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Stuck in the Middle: Trea Turner

Shortstop prospect Trea Turner is in an odd limbo right now, as the known player-to-be-named-later in a trade that has already happened. Does his outlook change with the move to Washington, and when do we see him there?

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It's a really unique situation that we find Trea Turner in. Drafted out of North Carolina State with the 13th overall pick in last year's draft, Turner signed quickly, just eight days after the first round occurred. He was sent to the Padres' affiliate in the Northwest League shortly thereafter, but the event with the biggest impact on his career (so far) occurred almost 1,000 miles away in his organization's front office, where the man that drafted him, Josh Byrnes, was relieved of his duties on June 22nd. We'll get to more on that later.

Turner didn't hit for a high average in his 23 games in Eugene, but did steal nine bases and walked nearly 11% of the time, and was promoted to the Padres' full-season Low-A affiliate in Fort Wayne to finish the year. The performance there was excellent, hitting .369/.447/.529 with four home runs and 14 stolen bases in his 46 games there. Once the season ended, is when his career path shifted slightly.

The Padres hired Texas AGM A.J. Preller to be their new general manager, and Preller has spent the offseason trading almost anyone he could that was drafted or signed by the previous regime. The net result of this for Turner was his involvement in a three-team trade where he will head to Washington. However, the rules of baseball transactions are not that simple.

The transaction rules, in an effort to keep teams from trading draft picks, have been set up such that no player who is drafted can be traded until one calendar year from the date of his signing a contract. Normally, a player-to-be-named-later is included in a trade if a team really wants to make that move, but it's extremely rare. It's even more rare that the player ends up being a top draft pick, and that the player's identity is known almost from the outset. It has happened in the past, with Drew Pomeranz traded to the Rockies a little more than a year after the draft, but the Indians only had to hold onto him for about two weeks before sending him on his way. The Padres will keep Turner for another three months, until mid-June.

What does this all mean for his development? Until yesterday, we had the potential that the Padres would keep him in extended spring training, essentially putting him on ice in order to keep him safe from a potential injury. However, Dennis Lin of the San Diego Union-Tribune reported late yesterday that not only will the Padres send him out to an affiliate, but they will skip a level and send him straight to AA San Antonio. Whether this is what the Nationals would have done that isn't really all that relevant, and by the time he moves to their organization in June he could have already shown that he can handle the level in the first two months.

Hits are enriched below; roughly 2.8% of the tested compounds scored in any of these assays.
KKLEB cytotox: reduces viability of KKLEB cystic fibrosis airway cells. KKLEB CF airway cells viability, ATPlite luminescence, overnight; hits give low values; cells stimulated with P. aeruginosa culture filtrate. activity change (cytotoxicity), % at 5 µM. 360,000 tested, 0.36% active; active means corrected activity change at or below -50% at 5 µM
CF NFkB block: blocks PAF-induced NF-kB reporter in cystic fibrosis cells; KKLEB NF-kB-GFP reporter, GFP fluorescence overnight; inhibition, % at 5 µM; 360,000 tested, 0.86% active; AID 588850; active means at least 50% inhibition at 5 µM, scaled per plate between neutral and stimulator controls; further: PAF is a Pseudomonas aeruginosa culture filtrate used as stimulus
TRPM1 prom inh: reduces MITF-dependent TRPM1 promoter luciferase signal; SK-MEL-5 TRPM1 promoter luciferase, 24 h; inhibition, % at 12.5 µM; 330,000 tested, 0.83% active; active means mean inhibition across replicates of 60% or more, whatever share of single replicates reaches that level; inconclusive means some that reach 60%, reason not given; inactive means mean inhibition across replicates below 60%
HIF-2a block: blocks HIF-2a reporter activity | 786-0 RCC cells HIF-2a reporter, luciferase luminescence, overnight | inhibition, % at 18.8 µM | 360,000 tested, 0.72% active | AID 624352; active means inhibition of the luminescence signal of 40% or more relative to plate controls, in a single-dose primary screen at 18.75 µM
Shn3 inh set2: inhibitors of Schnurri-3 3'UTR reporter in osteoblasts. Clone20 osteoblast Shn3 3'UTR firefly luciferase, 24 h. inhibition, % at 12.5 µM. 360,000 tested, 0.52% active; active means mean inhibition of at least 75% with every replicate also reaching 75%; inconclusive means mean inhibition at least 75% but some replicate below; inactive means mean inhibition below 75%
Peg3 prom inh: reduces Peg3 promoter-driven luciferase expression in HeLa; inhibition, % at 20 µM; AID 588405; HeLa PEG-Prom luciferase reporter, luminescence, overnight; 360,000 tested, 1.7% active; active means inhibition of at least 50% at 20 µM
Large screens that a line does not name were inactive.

So what exactly are the Nationals going to be getting once Turner reports to them in June? Turner can potentially be one of the top leadoff hitters in the league, and could be a top 10 shortstop in a number of years. His profile starts with his elite-level speed, which should provide fantasy owners with stolen base totals of 30+ each year, and potentially as much as 45-50 some years. While the speed would be enough to provide value for fantasy owners, it's not all Turner can bring to the table.

He has already posted both a high batting average and high on-base percentage as a professional, but does have some work to do to reach his highest potential overall. There were reports from his professional debut about some contact issues, which would limit the utility of his speed overall. With that said, his approach at the plate is considered solid, and should be at least average in terms of batting average. He also adds a little power potential, with 7-10 home runs being possible most years. The part of his game that will help Turner the most in terms of fantasy value may be his defense and specifically his eligibility. A shortstop in both college and so far as a professional, the reports on Turner's defense lead me to think he will be at the position for at least a few years as a major leaguer.

The fact that the Padres are moving Turner aggressively before he switches to the Nationals leads me to believe that he could be in the majors at some point in the 2016 season. Current shortstop Ian Desmond will be a free agent at the end of the season, and if Turner reaches AAA this year, could be in line to start a year from now. It's possible that Turner could move to second base if Desmond is re-signed, but with the commitments the Nationals already have, I'm not sure I see that as a realistic possibility. While Turner's situation is one of the more unique one, his overall potential doesn't really change much with the trade. If anything, he may be helped slightly by moving from Petco to Nationals Park in the long-term. I think he's being a bit undervalued right now, in part because of that limbo and in part because the profile isn't necessarily a loud one. I have him as my #81 overall fantasy prospect, and I think he can be into the top 50 fairly easily by the end of the year.